Here’s a hint: it was the second one, and no, the moment never arrived. Luckily, my brain eventually overrode my infantile obstinacy and forced me to resume normal respiration. Which is, you know, fine, I guess. Whatever.
So here’s the thing: I’m not so much a big player of these kinds of social media games. This business of having x amount of energy or what-have-you to expend daily on your make-believe domain just doesn’t really scratch me where I itch.
And never you mind what the doctors say about where I do itch.
I will admit to playing games where you take turns with other people, like Scrabble and Words with Friends – feel free to challenge me to a game. I just never quite got the point of having to log in to a browser-based game for 700 consecutive days for fear of your tomatoes turning black and rotting. I can get that at home, and I don’t even have to check ‘em every day.
I also don’t really get why a Farmville 2 is necessary. After all, it’s a web-based game, meaning they can throw out new updates anytime they like. If you’re a software monkey like me, that’s kind of the whole point of web-based software. You don’t really need those inconvenient sequels. But I suppose this means a second Farmville to shove ads in your face, so what do I know.
What do you think, though? Is one Farmville enough? What about Castleville, Cityville (that doesn’t even make sense), Monkeyville, Fishville, and/or Loserville? Do we really need all these?
Facebook Games: Big Fun or Big Waste of Time?
We welcome your thoughts on the subject in the comments, as always.
Look! Up in the sky! It’s a bird! It’s a plane! It’s the weekly poll:
Have a great weekend, and may all your virtual crops be harvested in time for…whatever.
Unless you live under a rock somewhere out in the wild extremes of Big Sky country where things like electricity and the internet are concepts every bit as whacky and futuristic as teleportation devices and aliens with ray guns, odds are good you’ve heard of Draw Something. It’s the latest fad to hit the social media scene: a social-driven drawing game that’s like Pictionary, for your phone or tablet.
At least, that’s what I hear. I’m not playing it myself, actually.
Now, I’d like to tell you that I’m refusing to play on philosophical grounds because Draw Something knocked Words with Friends down as king of the social media collaborative time-wasting hill. But that’s not really the case. I’m mean sure, I do prefer games based on words, since I’m, you know, a writer and all. The honest truth, though, is not that I’m mad we’ve gone to pictures over words, it’s that when it comes to artistic abilities I’m about as capable as a meth-addicted Tyrannosaurus Rex with an attention deficit disorder.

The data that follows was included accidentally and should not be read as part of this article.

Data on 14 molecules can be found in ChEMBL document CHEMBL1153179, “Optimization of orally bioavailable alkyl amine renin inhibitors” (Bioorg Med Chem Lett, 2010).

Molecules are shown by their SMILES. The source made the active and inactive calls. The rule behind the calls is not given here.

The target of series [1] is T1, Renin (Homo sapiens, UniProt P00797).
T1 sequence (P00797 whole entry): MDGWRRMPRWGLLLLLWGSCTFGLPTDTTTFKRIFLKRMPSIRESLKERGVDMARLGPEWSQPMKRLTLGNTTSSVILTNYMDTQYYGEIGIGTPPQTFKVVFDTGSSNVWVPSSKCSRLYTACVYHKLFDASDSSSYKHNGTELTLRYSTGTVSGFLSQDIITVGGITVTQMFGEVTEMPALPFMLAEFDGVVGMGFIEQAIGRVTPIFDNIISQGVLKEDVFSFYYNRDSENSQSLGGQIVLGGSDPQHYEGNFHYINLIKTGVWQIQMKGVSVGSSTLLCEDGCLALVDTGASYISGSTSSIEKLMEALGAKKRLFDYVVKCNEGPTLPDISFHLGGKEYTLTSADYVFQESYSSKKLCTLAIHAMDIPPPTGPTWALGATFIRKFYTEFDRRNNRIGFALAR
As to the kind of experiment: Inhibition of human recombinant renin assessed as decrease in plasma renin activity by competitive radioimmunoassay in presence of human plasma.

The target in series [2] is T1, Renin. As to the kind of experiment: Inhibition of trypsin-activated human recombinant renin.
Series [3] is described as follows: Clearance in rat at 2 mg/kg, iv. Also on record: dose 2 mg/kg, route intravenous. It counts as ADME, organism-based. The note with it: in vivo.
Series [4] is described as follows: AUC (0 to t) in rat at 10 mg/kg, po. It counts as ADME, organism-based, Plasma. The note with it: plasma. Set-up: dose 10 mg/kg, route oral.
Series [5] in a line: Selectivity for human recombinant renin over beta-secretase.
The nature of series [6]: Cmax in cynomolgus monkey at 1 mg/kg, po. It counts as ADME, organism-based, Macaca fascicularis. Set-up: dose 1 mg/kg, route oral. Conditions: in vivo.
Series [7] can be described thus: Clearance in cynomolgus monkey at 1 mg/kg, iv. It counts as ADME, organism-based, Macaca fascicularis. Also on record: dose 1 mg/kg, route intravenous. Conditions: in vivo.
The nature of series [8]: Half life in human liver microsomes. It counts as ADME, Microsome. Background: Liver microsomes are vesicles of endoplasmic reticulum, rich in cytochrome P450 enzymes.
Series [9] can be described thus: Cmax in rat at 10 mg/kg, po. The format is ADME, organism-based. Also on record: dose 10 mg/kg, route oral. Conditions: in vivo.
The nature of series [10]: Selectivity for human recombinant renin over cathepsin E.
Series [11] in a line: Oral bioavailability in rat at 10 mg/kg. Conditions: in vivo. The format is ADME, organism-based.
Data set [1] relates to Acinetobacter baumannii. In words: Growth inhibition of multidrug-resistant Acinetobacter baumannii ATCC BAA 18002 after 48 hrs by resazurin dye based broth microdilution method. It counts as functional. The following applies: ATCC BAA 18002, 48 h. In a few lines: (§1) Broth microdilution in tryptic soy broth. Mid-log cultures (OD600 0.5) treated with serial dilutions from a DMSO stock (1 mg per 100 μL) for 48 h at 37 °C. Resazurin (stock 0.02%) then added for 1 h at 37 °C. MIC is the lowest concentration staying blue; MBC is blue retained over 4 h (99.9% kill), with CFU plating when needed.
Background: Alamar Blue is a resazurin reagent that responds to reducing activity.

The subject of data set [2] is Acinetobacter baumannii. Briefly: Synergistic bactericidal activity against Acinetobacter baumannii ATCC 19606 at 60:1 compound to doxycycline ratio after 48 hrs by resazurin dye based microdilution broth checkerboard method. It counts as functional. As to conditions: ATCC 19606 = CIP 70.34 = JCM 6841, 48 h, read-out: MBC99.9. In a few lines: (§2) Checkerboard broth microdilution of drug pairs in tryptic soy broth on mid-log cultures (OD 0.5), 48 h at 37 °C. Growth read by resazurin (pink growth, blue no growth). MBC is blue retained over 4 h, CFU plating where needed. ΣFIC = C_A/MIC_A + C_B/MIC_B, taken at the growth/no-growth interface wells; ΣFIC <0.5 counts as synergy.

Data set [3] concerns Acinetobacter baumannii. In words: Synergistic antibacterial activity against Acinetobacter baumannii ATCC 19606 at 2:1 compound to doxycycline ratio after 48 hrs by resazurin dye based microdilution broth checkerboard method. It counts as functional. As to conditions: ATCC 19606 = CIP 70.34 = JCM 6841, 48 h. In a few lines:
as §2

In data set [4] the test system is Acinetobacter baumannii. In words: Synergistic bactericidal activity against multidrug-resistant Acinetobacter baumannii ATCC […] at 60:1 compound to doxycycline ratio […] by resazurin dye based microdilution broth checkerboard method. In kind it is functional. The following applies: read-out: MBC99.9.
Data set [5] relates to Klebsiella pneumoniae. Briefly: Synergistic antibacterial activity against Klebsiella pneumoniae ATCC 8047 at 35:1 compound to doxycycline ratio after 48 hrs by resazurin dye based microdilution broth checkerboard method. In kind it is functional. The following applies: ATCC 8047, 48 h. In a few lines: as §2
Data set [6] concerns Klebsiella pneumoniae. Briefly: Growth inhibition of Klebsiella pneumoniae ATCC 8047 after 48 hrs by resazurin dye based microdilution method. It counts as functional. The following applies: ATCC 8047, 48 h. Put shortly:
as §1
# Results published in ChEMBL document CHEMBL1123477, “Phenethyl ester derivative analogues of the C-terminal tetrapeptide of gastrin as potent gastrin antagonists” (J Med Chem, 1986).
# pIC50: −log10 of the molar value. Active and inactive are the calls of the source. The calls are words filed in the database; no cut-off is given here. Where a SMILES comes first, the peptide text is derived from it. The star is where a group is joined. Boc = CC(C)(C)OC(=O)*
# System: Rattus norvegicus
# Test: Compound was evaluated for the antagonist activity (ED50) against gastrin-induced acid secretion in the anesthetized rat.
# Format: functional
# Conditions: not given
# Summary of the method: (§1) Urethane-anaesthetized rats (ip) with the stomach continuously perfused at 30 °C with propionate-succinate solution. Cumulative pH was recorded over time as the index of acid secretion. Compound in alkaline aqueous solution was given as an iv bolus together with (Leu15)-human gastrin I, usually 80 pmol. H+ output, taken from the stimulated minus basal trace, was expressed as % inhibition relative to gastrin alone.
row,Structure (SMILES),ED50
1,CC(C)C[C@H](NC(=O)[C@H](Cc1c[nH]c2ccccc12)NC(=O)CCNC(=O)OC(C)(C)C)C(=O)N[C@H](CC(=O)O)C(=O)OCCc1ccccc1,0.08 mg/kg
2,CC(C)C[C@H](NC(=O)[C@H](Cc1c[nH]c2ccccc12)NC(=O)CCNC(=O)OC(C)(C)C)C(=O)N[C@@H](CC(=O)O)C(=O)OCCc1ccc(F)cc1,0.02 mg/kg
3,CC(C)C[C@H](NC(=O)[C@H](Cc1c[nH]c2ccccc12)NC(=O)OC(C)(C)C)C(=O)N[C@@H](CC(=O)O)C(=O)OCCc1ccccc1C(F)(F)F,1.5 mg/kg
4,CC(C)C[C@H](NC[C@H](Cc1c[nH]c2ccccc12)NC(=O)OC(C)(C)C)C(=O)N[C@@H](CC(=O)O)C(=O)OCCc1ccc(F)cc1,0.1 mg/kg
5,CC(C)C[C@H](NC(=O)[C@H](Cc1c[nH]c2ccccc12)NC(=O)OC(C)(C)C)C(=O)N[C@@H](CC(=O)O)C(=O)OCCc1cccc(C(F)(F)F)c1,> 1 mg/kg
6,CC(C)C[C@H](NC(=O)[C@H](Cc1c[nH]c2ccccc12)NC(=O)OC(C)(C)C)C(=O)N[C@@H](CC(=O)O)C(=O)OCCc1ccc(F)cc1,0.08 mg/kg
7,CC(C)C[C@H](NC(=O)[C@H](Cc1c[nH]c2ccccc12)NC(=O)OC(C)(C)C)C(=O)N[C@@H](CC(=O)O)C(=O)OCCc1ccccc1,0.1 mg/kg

Yes, my drawings largely look they were drawn by someone with tiny, disproportionate arms flailing about like a spaz, barely able to contain a drawing implement.
In other words, when I try to sketch a smiley face I’m more likely to end up with something that looks like a Rorschach slide. Ultimately, that ends with me screaming the equivalent of “PUDDIN SMASH!!!” and then going off like a rock star in a hotel suite after a 36-hours bender.
Still not sure what I mean? In case you’re missing the point, I’ve developed a couple of handy visuals aids to demonstrate the difference between me playing words games and drawing games.
First, this is me playing a word-based game:
Fun, right? Sure, but what happens, then, when you take all those frolicking letters away and replace them with a drawing tool? Well, keeping in mind that my kindergarten teacher had reservations about sending me to first grade because I couldn’t even color inside the lines, usually you get a scene that looks straight out of a early Steven King novel:
Of course, all this kvetching is actually intended to cover up the real reason I don’t play Draw Something. My phone is too pathetic to play the game, and I’m too cheap to get a better one.
So, for now, I guess I’m going to have to stick with statuses like, “Puddin played L-A-M-E-S-T on a Double Word tile for 20 points”.